Sweet semolina wedges


A few days ago, both by kids woke up feeling unwell –  just a little winter cold, but enough to stay at home and get some rest. I could see a sparkle of joy in my son´s eyes when I said it was ok to stay in their pyjamas all day long. Clearly, a little extra comfort would be the best remedy I could provide. In times past, this would have been the kind of moment when my mother would ask me: Shall I make some semolina wedges for you?

And that´s what I did that day. Soon, the scent of melted butter, sugar & cinnamon delured my little patients to sneak  into the kitchen, and when I handed them the warm, crisp wedges  “pour déguster” (to try them) , I could read in their faces that it did to them what it once did to me: One crunchy bite and you´ll feel the warmth go down your tummy, make you feel at ease and instantly better, like being caressed from the inside.  These sugary, cinnamon semolina wedges are the sweet equivalent to chicken soup, and the humblest, lowliest of pleasures.


Semolina wedges (makes about 30 small triangles, serves 2-3):
125 g semolina (semoule moyenne)
500 ml milk
1 tbsp sugar
1 pinch salt
1 egg yolk

sugar & cinnamon

In a saucepan, bring milk with salt and 1 tbsp sugar to a boil. Using a hand whisk, whisk in the semolina, stirring vigorously to avoid lumps. Stir in the egg yolk.

Place a layer of cling film on a large cutting board. Place the semolina mixture on the board, cover with a second layer of cling film, and spread out evenly with a palette knife, or rolling pin to obtain a rough rectangle of about 0.5-1 cm thickness (dimensions 20 x 30 cm approx.). Take away the upper cling film. Leave to cool for 20-30 min, until firm.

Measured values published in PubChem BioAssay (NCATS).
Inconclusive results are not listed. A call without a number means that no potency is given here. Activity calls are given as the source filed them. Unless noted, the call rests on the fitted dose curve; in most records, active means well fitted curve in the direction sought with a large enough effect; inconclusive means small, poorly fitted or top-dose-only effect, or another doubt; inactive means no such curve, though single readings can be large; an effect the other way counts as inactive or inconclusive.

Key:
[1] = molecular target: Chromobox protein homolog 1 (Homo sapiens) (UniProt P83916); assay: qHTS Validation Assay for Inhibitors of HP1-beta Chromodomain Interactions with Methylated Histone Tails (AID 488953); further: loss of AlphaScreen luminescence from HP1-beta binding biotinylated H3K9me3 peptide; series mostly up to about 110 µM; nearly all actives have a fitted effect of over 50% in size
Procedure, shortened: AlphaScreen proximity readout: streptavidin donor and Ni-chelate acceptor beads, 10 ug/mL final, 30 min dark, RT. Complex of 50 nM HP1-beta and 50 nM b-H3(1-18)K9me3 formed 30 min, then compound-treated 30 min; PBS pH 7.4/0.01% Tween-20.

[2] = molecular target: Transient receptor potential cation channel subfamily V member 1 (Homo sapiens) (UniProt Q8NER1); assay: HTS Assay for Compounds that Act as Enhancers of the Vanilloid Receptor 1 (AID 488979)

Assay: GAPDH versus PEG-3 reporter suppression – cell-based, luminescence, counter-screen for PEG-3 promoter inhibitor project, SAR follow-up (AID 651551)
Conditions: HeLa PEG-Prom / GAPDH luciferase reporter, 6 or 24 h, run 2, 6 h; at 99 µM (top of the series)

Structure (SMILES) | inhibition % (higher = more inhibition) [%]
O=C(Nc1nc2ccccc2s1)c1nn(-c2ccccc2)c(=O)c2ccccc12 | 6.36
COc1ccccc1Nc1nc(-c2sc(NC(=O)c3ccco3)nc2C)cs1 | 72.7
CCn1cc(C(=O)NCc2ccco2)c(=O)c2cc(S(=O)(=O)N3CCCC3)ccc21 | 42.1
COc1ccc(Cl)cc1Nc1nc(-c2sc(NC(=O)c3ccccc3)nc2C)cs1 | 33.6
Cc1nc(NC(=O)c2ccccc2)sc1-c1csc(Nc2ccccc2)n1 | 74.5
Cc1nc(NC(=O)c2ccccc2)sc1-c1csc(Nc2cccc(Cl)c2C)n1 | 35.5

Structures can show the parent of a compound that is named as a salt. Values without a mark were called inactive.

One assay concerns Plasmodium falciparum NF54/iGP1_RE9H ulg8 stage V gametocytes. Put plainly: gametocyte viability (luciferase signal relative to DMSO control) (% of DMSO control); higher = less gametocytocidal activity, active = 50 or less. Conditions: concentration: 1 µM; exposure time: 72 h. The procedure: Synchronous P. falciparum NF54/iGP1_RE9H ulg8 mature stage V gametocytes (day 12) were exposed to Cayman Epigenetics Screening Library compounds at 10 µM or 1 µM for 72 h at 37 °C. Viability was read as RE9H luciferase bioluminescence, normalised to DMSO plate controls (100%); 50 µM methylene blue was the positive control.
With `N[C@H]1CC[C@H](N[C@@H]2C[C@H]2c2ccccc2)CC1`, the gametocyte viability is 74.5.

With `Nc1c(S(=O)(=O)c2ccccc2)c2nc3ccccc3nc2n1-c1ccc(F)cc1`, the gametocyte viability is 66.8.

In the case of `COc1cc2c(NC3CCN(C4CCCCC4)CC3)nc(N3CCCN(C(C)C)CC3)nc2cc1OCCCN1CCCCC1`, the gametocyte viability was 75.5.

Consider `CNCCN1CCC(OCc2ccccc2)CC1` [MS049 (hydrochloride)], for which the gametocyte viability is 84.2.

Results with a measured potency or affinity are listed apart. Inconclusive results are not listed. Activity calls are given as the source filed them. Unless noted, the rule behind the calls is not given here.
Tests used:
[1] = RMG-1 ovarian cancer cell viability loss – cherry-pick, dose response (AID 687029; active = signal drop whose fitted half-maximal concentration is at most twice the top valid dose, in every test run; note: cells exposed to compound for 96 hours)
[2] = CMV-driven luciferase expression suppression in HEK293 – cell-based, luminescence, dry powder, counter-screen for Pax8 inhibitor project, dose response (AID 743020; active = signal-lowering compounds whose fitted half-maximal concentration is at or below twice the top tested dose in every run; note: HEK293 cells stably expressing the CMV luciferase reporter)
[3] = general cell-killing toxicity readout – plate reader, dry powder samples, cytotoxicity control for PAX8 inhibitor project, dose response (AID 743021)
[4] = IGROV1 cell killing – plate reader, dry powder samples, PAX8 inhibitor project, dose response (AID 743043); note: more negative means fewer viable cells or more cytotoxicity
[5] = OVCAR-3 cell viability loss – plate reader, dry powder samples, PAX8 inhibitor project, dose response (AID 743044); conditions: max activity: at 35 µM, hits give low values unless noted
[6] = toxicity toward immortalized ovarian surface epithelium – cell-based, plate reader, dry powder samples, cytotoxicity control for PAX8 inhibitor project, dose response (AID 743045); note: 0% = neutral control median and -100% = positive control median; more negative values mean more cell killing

With a sharp, clean knife, trim edges of the rectangle. Cut rectangle length- and crosswise, then a few times diagonally to obtain 32 small triangles.

On a large plate, mix a few tbsp sugar with 1 tbsp cinnamon.

Melt butter in a frying pan until it sizzles. Over medium heat, fry semolina wedges from both sides until golden. While hot, transfer to the prepared plate and cover with sugar & cinnamon on both sides. Serve hot.


    1. So great to hear you´ll try. It´s a real childhood treasure, or rather a secret weapon for those days when one isn´t really well, but not ill enough NOT to eat !


  1. Oh those wedges look and sound absolutely delicious! I’ve bookmarked them 🙂 I haven’t experimented with semolina much (yet) – my grandmother used to make semolina strudel but of course no one thought to write down the recipe…
    I guess I’ll try your wedges first then.


  2. Oh, how sweet. Comfort food, indeed! One of the only dishes that my 82 year old father can make is what he calls “pie crust.” Indeed, it’s pie crust (a pâte brisée really, though he uses bought stuff), sprinkled with a sugar/cinnamon/butter mix, rolled up and baked. Apparently his mother made it for him when he was young. This reminds me much of that in so many ways.


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